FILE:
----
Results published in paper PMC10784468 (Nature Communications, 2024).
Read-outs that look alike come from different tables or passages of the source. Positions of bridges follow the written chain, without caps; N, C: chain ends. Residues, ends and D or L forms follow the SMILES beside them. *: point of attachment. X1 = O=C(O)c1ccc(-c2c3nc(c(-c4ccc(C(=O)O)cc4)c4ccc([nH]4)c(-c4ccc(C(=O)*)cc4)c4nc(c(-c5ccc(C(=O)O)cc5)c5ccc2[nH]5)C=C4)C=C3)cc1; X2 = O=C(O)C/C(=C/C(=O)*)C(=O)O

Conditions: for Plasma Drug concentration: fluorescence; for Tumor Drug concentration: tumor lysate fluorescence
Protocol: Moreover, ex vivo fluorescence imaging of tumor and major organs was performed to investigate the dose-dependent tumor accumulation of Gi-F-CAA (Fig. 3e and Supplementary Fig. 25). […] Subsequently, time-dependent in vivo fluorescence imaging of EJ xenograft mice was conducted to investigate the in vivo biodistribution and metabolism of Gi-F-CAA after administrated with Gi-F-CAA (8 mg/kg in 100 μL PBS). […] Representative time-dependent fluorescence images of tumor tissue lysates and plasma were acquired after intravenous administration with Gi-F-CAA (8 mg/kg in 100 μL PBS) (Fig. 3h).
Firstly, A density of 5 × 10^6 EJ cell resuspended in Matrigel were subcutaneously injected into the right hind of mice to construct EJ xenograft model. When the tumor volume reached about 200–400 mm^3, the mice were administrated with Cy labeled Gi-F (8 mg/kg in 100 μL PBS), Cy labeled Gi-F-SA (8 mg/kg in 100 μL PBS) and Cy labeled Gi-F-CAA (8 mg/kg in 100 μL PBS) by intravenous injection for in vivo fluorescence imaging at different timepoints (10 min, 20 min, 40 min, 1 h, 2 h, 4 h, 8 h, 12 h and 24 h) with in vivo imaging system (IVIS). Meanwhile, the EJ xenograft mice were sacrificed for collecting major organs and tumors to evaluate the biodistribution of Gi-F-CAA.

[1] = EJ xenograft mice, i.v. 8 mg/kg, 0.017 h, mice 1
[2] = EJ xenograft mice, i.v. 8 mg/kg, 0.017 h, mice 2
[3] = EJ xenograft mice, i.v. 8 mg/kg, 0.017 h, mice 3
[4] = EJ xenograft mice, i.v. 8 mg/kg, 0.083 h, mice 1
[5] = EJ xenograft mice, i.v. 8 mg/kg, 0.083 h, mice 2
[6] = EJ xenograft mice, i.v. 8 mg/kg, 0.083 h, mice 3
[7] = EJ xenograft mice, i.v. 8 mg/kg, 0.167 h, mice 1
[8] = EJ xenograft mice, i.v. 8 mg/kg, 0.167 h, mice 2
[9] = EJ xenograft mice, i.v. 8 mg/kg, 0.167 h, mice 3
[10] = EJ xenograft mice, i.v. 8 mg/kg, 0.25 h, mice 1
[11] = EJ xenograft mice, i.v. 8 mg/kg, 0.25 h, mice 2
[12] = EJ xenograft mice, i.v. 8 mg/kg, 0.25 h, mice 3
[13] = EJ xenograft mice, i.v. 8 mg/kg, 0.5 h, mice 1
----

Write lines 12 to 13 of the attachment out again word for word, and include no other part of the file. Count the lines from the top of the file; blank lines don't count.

[7] = EJ xenograft mice, i.v. 8 mg/kg, 0.167 h, mice 1
[8] = EJ xenograft mice, i.v. 8 mg/kg, 0.167 h, mice 2